Tumbling Dice is an exciting game of dexterity (and some luck), but it is also great for practicing addition and multiplication facts.
How to Play:
The first player places a die on the top level of the board and flicks it. The goal is to get the die to stop on one of the other levels. Players take turns flicking their dice. A player can either try to score points or knock on of the opponent’s dice off of the board (or possibly both). The game ends when all of the players have run out of dice.
To find the value of a die, multiply the number on the die times the value of the level that it is on. Starting from the top the values are 0, 1, 2, 3, and 4. Then add up all of your dice to get your final score. Highest score wins.
The blue dice here give a good chance to apply the distributive property.
The original game came with a bunch of 6-sided dice. This is nice, but it only lets you practice some of your times tables. So we ordered some other dice. Here are some links to the dice we ordered: 60 Polyhedral Dice, 60 Polyhedral Dice.
We usually play with one 4-sided, two 6-sided, two 8-sided, one 10-sided, one 12-sided, and one 20-sided die. This makes the game more fun and increases the values that the kids have to multiply and add.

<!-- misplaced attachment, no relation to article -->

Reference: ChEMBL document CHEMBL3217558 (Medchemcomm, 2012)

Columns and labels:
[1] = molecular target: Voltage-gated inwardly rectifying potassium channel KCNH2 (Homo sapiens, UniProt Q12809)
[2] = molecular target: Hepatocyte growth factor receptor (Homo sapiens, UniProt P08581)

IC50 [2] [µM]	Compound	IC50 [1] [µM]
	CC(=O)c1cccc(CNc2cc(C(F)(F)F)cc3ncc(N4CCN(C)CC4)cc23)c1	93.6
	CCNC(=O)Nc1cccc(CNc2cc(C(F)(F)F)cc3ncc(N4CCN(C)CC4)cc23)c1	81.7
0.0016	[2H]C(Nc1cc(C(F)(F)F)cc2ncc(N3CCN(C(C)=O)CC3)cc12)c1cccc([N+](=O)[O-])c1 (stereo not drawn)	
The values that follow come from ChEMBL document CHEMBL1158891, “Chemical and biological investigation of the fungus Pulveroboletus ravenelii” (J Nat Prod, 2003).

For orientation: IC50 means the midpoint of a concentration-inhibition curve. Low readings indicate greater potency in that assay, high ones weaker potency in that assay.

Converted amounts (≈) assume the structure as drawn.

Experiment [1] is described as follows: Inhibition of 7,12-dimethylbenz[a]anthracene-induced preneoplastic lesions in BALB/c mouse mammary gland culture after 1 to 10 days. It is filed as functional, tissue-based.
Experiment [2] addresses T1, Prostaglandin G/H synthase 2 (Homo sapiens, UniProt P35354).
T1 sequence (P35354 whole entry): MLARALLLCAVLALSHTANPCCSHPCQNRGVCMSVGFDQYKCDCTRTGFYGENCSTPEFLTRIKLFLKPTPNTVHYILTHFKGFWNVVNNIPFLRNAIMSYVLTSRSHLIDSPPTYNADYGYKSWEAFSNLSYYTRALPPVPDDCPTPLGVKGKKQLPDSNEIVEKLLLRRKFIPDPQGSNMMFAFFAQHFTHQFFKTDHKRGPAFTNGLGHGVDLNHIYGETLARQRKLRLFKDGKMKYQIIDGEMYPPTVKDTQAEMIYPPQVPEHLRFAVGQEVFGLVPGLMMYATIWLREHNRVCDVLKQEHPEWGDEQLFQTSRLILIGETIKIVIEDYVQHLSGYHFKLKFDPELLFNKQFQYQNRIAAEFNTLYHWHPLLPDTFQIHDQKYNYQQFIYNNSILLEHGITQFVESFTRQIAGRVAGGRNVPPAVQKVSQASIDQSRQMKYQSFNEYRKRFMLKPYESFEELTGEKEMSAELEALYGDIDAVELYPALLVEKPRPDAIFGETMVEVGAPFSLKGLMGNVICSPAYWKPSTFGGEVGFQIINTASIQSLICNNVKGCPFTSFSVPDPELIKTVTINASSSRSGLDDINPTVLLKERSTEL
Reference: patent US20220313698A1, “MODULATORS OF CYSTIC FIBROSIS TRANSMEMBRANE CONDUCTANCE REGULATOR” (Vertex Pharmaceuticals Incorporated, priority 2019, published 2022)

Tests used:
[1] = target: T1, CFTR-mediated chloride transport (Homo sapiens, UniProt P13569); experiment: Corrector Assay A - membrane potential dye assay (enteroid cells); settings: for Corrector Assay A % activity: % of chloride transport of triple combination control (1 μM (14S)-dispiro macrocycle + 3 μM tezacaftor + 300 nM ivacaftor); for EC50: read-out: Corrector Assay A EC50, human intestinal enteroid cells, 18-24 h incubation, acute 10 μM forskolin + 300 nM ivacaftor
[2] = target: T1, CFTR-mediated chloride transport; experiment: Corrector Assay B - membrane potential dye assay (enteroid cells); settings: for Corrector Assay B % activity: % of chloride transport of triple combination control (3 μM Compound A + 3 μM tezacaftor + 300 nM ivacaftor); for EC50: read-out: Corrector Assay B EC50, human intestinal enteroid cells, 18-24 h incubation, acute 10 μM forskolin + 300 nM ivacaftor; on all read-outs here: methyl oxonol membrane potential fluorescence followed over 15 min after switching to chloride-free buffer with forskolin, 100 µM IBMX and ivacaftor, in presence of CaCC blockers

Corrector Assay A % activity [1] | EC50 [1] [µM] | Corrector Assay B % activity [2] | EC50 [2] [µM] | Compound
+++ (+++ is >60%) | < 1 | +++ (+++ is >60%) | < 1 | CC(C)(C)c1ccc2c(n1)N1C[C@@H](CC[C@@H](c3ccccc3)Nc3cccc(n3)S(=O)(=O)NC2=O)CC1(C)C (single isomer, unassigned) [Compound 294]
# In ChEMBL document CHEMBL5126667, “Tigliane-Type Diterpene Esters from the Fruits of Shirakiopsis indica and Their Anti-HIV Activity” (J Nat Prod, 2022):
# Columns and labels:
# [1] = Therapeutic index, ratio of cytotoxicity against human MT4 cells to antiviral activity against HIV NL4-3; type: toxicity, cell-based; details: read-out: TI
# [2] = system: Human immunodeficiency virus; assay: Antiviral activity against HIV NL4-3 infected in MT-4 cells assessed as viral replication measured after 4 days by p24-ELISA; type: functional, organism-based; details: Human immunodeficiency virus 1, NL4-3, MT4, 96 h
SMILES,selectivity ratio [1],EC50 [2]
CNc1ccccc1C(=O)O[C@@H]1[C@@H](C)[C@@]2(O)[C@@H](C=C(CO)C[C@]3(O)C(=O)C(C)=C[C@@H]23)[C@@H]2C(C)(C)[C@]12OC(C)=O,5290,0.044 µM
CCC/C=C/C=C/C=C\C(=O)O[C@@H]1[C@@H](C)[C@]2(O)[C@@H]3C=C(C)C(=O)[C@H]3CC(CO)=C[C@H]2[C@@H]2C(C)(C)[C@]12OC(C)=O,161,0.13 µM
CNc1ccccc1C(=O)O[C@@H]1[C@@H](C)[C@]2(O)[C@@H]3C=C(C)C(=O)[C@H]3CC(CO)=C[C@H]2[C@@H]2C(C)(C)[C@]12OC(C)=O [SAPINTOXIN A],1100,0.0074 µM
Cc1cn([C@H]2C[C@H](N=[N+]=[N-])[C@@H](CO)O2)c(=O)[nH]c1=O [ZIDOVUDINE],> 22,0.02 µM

If you want your kids to practice different times tables, you can always change the values of the levels. This is especially great if there are sets of facts that your child struggles with.
Why we like it:
- It is fun!
- It is a great way to practice multiplication and addition.
- You can use it to practice many different multiplication facts.
- The kids are constantly multiplying trying to figure out what each die is scoring.
- The randomness of the die rolls keeps kids interested even if they are not doing well. Gideon won a game where he had no points until the very last roll. Then he flicked the 20-sided die. He got a 17 on the 3 level and scored 51 points.
I hope you try out this game because it is a lot of fun and is great math practice. If you order the Polyhedral Dice that we use, you can use them for lots of different ways to practice math. Becki likes to just have the kids roll 2 dice, multiply them, and roll again.